3) I hope, it can be extended to XP [TSC] in future by Microsoft only.
4) Not sure, whether microphone over TS will work or not yet.
Alternatively, we could have a framework where server side is much more intelligently configured Windows2003 [or Longhorn] and any dumb client with basic system can work together. If we consider to use terminal services over 10mbps network using a custom made embedded thin-client, proposed framework will not help much [correct me, if I am wrong]. In case of USB PnP, we could have done more efficiently.
1) USB over IP can enable devices in terminal services environment without specific local device drivers.
2) Basic minimal device driver [USB UHCI] shall be required in client side to take USb packets, convert them to IP packets, handshake with server, authenticate & create user specific device node, ask for devices driver in server side, get installed and up for specific connection/user.
3) Might get complex in ADS and GP level from security aspect, but can be resolved.
4) Up to 128 concurrent clients with one usb devices each can connect to server, having their client side USb devices [storage, printer, camera, modern medium data storing gadgets etc.] mounted in server side.
5) Remote microphone issue does not get resolved here, need different approach.
This might sounds crazy in enterprise environment now, but this way we can solve too much dependencies in client side. True PnP can be achieved is we take driver interface extended over IP network and get the respective device drivers in server’s space.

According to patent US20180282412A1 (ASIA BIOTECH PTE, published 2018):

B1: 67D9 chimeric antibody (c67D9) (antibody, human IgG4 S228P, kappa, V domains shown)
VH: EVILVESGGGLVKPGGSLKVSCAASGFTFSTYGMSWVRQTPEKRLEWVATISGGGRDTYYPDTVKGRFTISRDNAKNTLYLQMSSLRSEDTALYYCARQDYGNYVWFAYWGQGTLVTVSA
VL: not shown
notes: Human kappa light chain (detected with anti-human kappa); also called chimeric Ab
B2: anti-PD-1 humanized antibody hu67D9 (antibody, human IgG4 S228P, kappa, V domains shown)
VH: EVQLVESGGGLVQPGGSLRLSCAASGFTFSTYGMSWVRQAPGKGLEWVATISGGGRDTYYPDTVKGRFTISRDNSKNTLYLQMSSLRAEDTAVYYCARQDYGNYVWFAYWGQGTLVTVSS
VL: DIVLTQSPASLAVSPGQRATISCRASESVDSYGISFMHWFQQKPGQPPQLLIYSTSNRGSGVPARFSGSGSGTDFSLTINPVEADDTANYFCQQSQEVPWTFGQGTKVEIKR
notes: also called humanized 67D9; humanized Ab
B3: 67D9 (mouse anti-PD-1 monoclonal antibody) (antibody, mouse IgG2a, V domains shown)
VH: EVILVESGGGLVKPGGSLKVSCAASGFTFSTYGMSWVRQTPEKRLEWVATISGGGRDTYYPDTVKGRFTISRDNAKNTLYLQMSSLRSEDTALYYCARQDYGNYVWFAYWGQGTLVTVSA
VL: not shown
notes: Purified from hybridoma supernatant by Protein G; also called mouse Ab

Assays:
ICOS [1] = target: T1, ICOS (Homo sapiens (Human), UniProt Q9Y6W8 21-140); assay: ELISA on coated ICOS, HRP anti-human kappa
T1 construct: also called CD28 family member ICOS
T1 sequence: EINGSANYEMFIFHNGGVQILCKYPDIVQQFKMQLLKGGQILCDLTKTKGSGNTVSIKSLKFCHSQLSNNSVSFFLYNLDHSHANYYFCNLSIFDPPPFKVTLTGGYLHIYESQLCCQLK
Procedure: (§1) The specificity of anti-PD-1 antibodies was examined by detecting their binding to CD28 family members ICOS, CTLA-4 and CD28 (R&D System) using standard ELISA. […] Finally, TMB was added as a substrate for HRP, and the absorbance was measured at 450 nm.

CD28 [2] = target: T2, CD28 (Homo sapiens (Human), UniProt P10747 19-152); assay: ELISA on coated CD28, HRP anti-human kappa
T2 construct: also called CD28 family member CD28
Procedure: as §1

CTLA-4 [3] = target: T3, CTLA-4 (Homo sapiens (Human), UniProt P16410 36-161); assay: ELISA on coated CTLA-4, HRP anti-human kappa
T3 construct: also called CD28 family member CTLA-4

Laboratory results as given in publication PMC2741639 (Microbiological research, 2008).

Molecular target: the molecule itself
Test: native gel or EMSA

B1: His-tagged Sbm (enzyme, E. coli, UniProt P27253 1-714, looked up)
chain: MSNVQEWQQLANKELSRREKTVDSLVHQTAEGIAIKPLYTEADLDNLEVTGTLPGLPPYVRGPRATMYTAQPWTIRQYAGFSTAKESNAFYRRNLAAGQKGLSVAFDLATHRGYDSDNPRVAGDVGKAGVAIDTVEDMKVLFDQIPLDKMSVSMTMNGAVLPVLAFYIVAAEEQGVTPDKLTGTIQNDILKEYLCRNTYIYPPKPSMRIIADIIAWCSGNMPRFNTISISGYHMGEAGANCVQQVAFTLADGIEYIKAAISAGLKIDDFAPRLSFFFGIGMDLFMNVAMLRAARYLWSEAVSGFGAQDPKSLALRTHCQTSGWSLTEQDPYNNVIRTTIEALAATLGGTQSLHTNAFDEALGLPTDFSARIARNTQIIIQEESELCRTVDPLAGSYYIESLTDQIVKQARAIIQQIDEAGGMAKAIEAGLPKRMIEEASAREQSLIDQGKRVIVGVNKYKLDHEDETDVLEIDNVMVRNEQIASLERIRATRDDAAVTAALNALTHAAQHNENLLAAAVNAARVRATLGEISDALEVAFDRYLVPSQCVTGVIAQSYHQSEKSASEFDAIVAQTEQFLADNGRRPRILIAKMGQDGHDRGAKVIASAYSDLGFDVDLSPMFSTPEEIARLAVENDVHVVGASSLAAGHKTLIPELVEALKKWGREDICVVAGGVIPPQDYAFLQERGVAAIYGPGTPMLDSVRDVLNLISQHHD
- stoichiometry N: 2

Thanks and regards,
[saugataevangelist AT gmail.com]
Happy to see a such a great blog for Terminal Server Plug and Play Device Redirection.Hope this is the right place to put my queries.
I have come with a audio driver that takes the input from a terminal client(running XP/rdesktop-Linux)and feeds any application that needs the microphone.The driver is absolutely sitting on the server.I have installed the driver under sound,video and game controllers.. as we see terminal session will not allow any audio driver other than Microsoft RDP Audio Driver,I am not able to see my driver in the list.I have no idea how to proceed any further. Hope this blog can enlighten me to move further.
Hope this blog can enlight me in
Bidirectional audio is not currently supported.
Hello, there is a solution to record sound from terminal server over RDP, the solution is called Galeon, is from colombia so is in spanish ... they have a virtual sound card that export the microhpone interface and connect it to the client, so in the client you talk with your mic and the application in the terminal server receive the buffer as a real microphone ...
The page is: http://www.slmsistemas.com
where i can buy a sound card galeon ??
can some body guide me, If RDP Microphone driver is available for Windows Server 2008 with XP Client. Thanks in Advance :)
Bidirectional Audio is now supported in win 7. Also there is a way to record sound from TS over RDP.
While connecting to TS using mstsc, there is a option button in the RDP dialog box, select Local resources tab and Remote Audio settings section, Play on this computer and Record from this computer. But this features is not available in Vista.